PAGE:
I sat on a five person panel last week at preview day. One Pre-L candidly asked us "how hard is it REALLY to get summer paid work as a 1L?" My four co-panelists immediately began laughing and said "not really hard, more like impossible." I sheepishly interrupted their 'it will never happen' talk with "actually, I got a summer associate position and I am a 1L." I sure can shut a room up fast. Shocked co-panelist to my left said "well, Law-Rah is the exception to the rule, she's brilliant." HA! I am actually closer to average, thank you very much. Furthermore, while I appreciate the vote of confidence, it has much less to do with me being an exception to a rule and much more to do with the fact that everyone blindly accepts that it is 'the rule.' Don't get me wrong, this was actually good for me because everyone else getting caught up in that cycle affords more opportunities for me. On the other hand, I hate seeing my friends and classmates not living up to a potential I KNOW they can merely because it has been engrained in their heads that it just isn't probable. I would estimate over 90% of my classmates did not even apply to law firms because "we all know 1Ls don't get those jobs and even if they do, it's because they are in the top 10% of the class." Really? Is that so? Then my "Congrats you are a GW Scholar" letter must have gotten lost in the mail.

I was speaking about my summer job with a classmate the other day and I think his question to me says it all. He asked "wow, what made you think you could get that?" Not 'how did you do it?', but "what made you think you could"? Hmmm...well, why don't you tell me what makes you think I couldn't? And don't come back to me with any crap about the numbers. It's interesting to me that we just accept this numbers game as the rule without any basis. As lawyers we are taught how to look deeper than the surface rule or custom. We spend all of our time and all of our case reading learning WHY and HOW a rule is what it is. Very few classes focus just on the rules...hell, law school would be a lot easier if they did. Instead, we are forced to understand the background and basis for the rule. How else could we learn to manipulate the rules be lawyers. That being said, why are we content not to demand a basis for the numbers game rules? Past statistical data is not a basis for a rule; you have to give me more than that. In the art of lawyering, we are trying to convince another side to see things our way. We rarely accept someone's word as being enough. We demand they back it up...that they convince us. I think that everyone should demand at least this much from now on. The next time someone says you cannot get into a school, or you have no shot at journal, or you will not get a job with xyz firm...I think you should make them convince you before you just give up. You'd be surprised at how a little bit of questioning and persistence can turn the tables real quickly.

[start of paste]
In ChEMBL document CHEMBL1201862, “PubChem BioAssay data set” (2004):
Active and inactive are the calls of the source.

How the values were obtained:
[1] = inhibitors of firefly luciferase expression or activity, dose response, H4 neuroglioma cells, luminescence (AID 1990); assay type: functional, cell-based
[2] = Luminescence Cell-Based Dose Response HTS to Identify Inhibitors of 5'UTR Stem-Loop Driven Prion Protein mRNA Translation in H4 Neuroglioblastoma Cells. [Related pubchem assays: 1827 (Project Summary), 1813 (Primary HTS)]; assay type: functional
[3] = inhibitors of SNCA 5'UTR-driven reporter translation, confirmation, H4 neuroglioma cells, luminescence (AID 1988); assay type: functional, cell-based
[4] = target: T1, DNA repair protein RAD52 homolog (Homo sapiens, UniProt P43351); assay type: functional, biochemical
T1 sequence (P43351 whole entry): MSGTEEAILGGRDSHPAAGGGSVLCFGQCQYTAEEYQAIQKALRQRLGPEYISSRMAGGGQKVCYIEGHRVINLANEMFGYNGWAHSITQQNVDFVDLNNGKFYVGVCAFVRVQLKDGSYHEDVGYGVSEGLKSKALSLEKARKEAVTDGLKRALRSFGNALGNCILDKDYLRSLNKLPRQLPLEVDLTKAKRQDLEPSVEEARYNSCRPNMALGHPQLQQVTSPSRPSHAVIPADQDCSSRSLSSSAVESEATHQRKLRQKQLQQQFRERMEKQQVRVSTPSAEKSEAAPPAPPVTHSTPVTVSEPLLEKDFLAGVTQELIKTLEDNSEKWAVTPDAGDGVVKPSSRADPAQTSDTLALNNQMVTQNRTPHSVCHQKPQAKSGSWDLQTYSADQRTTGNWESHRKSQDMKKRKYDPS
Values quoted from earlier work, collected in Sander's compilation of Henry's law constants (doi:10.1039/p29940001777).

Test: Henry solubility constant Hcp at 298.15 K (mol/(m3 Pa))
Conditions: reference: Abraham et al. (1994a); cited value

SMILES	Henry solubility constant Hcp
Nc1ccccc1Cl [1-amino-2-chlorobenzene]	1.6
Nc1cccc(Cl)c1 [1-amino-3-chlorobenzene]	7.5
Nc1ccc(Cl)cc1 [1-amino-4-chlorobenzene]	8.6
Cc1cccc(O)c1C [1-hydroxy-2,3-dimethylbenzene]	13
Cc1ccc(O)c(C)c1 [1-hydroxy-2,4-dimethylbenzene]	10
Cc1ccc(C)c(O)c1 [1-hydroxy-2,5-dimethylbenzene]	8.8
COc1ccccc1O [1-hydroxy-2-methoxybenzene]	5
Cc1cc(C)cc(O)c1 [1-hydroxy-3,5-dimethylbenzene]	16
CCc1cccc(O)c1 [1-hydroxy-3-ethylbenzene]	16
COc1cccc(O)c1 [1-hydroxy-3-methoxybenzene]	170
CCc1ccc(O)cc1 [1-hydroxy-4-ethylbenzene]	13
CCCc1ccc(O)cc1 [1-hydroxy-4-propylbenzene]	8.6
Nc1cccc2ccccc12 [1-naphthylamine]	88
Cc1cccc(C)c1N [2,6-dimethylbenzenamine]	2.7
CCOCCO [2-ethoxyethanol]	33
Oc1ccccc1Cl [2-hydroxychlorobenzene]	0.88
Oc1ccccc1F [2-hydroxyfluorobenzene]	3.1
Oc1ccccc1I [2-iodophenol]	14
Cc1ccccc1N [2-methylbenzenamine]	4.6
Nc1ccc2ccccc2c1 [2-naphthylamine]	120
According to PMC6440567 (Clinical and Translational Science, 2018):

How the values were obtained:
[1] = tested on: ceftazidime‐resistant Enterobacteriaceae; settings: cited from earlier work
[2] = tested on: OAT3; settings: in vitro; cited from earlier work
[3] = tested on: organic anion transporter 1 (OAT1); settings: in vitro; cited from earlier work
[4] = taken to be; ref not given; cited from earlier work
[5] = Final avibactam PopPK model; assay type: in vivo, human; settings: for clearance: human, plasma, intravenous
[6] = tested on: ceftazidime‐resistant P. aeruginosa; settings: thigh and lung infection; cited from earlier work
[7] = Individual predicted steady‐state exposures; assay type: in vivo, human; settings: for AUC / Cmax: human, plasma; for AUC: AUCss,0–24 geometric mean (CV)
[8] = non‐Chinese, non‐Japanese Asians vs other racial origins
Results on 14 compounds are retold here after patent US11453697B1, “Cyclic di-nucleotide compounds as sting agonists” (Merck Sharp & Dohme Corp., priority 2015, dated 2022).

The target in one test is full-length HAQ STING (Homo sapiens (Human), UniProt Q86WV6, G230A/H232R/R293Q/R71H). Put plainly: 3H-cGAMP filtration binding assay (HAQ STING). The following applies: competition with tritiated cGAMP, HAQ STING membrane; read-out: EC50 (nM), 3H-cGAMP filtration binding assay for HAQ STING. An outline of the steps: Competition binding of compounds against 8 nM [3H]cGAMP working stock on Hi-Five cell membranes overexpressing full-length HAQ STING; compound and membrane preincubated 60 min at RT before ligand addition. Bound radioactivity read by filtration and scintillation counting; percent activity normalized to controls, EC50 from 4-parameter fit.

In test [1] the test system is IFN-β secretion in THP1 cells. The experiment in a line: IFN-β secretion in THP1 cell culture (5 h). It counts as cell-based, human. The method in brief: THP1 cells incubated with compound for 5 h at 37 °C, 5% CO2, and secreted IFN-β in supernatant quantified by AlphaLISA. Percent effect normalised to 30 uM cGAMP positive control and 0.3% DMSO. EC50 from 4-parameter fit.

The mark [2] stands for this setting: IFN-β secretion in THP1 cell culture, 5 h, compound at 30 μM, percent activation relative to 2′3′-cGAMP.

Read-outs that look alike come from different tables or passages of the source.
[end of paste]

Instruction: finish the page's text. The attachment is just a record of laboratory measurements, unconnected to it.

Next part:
A note with regards to summer jobs: don't get me wrong, there are definitely people who are doing exactly what they want to be doing this summer and it does NOT involve a law firm. This post is meant to be more of a general nature and I can only offer examples from my own experience.